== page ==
The Best Tomato Plants for Texas
The climate in Texas can pose a problem to home gardeners, as hot summer temperatures arrive in late spring and linger until autumn. Tomato plants suffer in hot conditions and begin to drop their blossoms without developing fruit when daytime temperatures reach the 90s and nighttime temperatures reach the mid-70s. Texas gardeners have a narrow window for growing tomatoes between the last frost in February and the arrival of scorching temperatures in May. Certain varieties of tomatoes make it more possible for Texas gardeners to grow healthy fruit-bearing tomato plants at home.
Choose varieties that end with the letters VFN. These varieties of tomatoes are bred to be resistant to verticillium, fusarium (soilborne bacterial diseases) and nematodes, which all commonly attack tomato plants in Texas. If you start with a variety that naturally fends off these attackers, your plant will grow faster than a sickly plant that is trying to bear fruit and fight off disease.
Short Growth Phase
Look on seed packets, and choose tomato varieties that have a smaller number of days until harvest. Some varieties of tomatoes take over 100 days to grow from seedling to fruit-bearing and Texas gardeners don't have the luxury of waiting that long before scorching temperatures arrive. Choose hybrids that mature and bear tomatoes in approximately two months to ensure that your tomato crop will beat the summer temperatures.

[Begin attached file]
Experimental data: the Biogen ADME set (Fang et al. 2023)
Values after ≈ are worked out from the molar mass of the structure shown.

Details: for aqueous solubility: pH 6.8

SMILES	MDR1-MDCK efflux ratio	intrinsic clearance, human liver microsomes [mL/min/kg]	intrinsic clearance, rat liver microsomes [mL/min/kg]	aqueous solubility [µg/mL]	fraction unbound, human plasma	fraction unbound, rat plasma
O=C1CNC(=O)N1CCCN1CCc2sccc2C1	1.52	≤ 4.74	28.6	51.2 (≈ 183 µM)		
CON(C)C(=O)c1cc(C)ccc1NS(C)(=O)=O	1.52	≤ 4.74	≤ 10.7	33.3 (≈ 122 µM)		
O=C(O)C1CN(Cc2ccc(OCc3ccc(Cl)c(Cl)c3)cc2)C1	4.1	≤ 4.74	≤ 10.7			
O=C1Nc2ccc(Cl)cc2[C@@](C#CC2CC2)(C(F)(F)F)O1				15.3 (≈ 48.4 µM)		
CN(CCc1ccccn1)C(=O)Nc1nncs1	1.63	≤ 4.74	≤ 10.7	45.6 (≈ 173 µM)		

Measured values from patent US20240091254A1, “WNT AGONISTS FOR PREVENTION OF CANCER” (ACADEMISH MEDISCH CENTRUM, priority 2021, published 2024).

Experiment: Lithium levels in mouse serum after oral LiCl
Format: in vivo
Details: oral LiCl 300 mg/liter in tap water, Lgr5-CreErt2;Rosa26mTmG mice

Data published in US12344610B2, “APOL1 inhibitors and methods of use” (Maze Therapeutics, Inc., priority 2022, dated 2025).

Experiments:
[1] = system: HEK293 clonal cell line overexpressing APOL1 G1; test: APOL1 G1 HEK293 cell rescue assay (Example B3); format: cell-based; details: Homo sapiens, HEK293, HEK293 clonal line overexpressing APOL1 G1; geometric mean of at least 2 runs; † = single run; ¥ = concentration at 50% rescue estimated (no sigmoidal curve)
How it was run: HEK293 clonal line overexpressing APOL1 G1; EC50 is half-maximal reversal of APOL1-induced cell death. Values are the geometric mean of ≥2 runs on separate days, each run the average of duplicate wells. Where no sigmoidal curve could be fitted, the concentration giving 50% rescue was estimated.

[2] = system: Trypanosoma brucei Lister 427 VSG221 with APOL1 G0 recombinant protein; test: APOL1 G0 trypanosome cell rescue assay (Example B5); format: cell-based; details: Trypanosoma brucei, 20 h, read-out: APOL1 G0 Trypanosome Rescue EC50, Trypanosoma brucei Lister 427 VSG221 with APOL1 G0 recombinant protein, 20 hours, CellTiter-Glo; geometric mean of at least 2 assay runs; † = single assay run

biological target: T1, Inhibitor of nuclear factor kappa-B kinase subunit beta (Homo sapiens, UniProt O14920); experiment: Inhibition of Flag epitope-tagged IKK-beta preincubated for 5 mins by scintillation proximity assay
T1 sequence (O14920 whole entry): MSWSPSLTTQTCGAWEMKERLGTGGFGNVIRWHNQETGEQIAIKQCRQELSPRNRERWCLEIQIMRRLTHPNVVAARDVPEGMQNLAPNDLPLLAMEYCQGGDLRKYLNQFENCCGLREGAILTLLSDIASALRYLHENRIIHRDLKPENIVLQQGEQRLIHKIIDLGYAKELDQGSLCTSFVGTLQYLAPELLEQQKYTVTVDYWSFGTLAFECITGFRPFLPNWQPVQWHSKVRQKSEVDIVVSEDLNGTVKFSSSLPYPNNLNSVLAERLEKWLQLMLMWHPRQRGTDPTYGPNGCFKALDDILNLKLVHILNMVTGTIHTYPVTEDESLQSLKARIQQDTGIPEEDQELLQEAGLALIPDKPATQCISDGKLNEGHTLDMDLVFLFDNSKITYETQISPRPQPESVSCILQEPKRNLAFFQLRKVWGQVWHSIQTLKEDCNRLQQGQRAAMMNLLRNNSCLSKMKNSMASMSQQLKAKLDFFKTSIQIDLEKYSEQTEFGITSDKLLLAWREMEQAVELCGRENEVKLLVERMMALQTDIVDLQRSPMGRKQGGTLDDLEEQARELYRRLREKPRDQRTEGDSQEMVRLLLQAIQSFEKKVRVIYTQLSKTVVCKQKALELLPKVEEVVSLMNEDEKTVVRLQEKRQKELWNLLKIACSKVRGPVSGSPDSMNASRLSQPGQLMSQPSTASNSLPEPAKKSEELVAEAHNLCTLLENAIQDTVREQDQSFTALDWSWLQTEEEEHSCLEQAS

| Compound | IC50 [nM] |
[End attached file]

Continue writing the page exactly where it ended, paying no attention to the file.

Texas A&M University developed and tested Tomato 444 and found it to be an exceptional plant for the hot and dry conditions of Texas. Dr. Jerry Parsons, horticulture specialist with Texas Cooperative Extension in San Antonio, says that "The fruit is large and the quality is excellent. To many people, Tomato 444 tastes better than the ever-popular Celebrity tomato. Tomato 444 definitely produces more fruit than Celebrity." Parsons also states that Tomato 444 grows well in containers, giving the gardener the ability to move the plant into or out of the sun as needed.
- Texas A&M University developed and tested Tomato 444 and found it to be an exceptional plant for the hot and dry conditions of Texas.
- Parsons also states that Tomato 444 grows well in containers, giving the gardener the ability to move the plant into or out of the sun as needed.
Large tomatoes like the Brandywine take several months to develop because a mature Brandywine tomato can easily reach a pound in weight. Smaller varieties of tomatoes develop quickly and give the Texas gardener time to harvest before the heat claims the tomato plant. David Rodriguez of Texas A&M University recommends cherry tomatoes for Texas gardens.